fantasy and science fiction book reviewsThe Primate Directive written by Scott and David Tipton, illustrated by Rachael Stott, colored by Charlie Kirchoff

THE PRIMATE DIRECTIVE comic, fantasy, science fiction book reviewsReally, I’ve got to say it’s shocking to me that there hasn’t been a Star Trek/Planet of the Apes crossover until now, with The Primate Directive, a joint graphic venture between IDW Comics and Boom! Studios. The five-volume story is written by Scott and David Tipton, illustrated by Rachael Stott, and colored by Charlie Kirchoff. As a mashup concept, it’s brilliant. As far as this particular execution goes, though, well, it has its ups and downs, with most of the former coming in the first half.

The story opens on an arms deal with one side proffering automatic weapons to an unnamed General. It’s nicely drawn so as to add a sense of unfolding mystery, with a focus on hands alone on the first page, only revealing one of the two speakers to be a gorilla on page two. The seller, meanwhile, remains a shadowy figure (literally), though Trek fans will most likely pick up on clues via the dialogue as well as memory of a similar occurrence in the original series. The setting, and the color palette, then shift to Uhura and Sulu on an intel-gathering mission deep in Klingon territory, where after a few tense moments, banter, and a display of hand-to-hand combat skills, they return to the Enterprise with coordinates that lead them to an inter-dimensional portal, which they go through after a brief firefight.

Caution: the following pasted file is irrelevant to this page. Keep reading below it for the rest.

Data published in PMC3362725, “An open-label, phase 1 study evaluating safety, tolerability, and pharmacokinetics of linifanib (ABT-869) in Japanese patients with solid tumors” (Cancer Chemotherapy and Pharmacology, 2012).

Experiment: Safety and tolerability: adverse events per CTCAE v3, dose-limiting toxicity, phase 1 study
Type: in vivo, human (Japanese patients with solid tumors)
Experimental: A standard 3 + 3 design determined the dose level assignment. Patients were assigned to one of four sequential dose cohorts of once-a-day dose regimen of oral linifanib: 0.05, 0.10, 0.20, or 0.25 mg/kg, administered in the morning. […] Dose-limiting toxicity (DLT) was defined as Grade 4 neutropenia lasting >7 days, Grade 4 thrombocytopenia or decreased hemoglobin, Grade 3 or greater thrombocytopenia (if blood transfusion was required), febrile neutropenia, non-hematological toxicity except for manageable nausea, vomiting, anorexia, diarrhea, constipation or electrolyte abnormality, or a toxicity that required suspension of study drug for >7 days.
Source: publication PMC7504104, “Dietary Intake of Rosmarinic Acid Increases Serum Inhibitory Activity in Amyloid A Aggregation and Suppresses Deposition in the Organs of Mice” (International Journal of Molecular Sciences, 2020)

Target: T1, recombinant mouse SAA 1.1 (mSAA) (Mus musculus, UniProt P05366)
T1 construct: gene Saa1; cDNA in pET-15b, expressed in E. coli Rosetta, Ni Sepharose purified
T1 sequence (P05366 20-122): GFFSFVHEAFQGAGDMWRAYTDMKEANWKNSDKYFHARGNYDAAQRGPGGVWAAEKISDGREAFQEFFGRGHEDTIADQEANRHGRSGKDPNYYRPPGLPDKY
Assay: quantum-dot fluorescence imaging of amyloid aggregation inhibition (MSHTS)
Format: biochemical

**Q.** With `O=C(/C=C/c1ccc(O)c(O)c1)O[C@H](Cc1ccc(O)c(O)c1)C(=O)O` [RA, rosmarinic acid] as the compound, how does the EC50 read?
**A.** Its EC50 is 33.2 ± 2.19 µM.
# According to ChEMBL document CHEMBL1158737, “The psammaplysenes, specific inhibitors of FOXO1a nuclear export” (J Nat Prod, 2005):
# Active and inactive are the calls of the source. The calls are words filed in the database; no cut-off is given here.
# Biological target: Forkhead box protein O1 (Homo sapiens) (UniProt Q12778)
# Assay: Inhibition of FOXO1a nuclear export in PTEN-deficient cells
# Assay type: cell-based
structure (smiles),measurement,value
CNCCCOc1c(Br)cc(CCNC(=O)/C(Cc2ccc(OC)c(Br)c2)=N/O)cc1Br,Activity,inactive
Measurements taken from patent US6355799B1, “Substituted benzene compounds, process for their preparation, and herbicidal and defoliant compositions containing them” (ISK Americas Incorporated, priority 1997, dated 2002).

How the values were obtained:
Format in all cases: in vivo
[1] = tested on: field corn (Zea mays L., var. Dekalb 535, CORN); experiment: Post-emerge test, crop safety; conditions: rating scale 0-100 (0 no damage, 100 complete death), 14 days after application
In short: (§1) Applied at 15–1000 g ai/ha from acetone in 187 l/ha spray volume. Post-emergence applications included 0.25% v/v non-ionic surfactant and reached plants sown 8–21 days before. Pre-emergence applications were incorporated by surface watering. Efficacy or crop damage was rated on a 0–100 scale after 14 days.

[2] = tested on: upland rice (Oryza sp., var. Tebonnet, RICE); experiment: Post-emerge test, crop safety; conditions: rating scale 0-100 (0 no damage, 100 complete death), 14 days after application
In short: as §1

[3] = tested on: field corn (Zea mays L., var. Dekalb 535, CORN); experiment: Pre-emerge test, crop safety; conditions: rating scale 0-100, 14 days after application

09-08 ART Primate Directive image 1Yes, it does in fact lead them to the other half of the mash-up. On a strangely similar Earth, they enter the Planet of the Apes tale just after the famous ending of the movie. The Klingons, it turns out, have been selling arms to General Marius and encouraging him to overthrow his ape leaders (Dr. Zaius, for one). Kirk, et. al. decide they have to stop the Klingons, but with minimal impact on the Ape culture thanks to the Prime Directive. This becomes a more complicated decision once they meet Taylor, who tries to convince Kirk to help the humans overcome the apes, who treat them like livestock or worse. When Kirk refuses, Taylor tries to take matters into his own hands, giving Kirk yet another problem to deal with. Eventually, the story moves through the rest of the Apes movie cycle, with a few changes.

To begin with the positives, the Tiptons do a great job with the characters, nailing each of them perfectly with regard to their original portrayals. McCoy, for instance, when Kirk is mulling over entering the portal, tells him in his inimitable fashion, “This is hardly the place for space tourism, Jim.” Taylor is as angry and aggressively effective as he was in the movie, and the writers haven’t forgotten his views toward humanity, having him explain to Kirk that he joined his mission because he “was hoping to find something better. Something better than man.” Spock is his usual rational self, Scotty is inventive, and Kirk, along with being his decisive self, even gets his shirt torn in a fight. You can’t get more classic Trek than that, as Galaxy Quest once reminded us. The apes fare just as well, coming off just like their characters in the movies, as when Zira calls Cornelius “primitive” when he says he “won’t allow” her to risk the transporter. The tense relationship between Kirk and Taylor is also perfectly handled; each of them is so used to being in command, to being active and taking the initiative that it should come as no surprise that they don’t fall immediately into an easy partnership. The fact that they have two opposing goals also makes perfect sense, besides offering up motivation for conflict.